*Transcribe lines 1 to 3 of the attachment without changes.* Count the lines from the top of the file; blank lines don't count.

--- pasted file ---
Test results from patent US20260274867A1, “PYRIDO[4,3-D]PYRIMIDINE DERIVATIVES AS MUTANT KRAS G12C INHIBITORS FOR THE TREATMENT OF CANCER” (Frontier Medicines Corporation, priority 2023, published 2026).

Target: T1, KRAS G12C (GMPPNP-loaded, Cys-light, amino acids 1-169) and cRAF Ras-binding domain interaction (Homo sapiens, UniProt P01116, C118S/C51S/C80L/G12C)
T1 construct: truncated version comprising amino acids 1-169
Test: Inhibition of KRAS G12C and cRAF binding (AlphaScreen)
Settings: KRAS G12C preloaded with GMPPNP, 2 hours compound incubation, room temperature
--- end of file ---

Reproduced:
Test results from patent US20260274867A1, “PYRIDO[4,3-D]PYRIMIDINE DERIVATIVES AS MUTANT KRAS G12C INHIBITORS FOR THE TREATMENT OF CANCER” (Frontier Medicines Corporation, priority 2023, published 2026).

Target: T1, KRAS G12C (GMPPNP-loaded, Cys-light, amino acids 1-169) and cRAF Ras-binding domain interaction (Homo sapiens, UniProt P01116, C118S/C51S/C80L/G12C)
T1 construct: truncated version comprising amino acids 1-169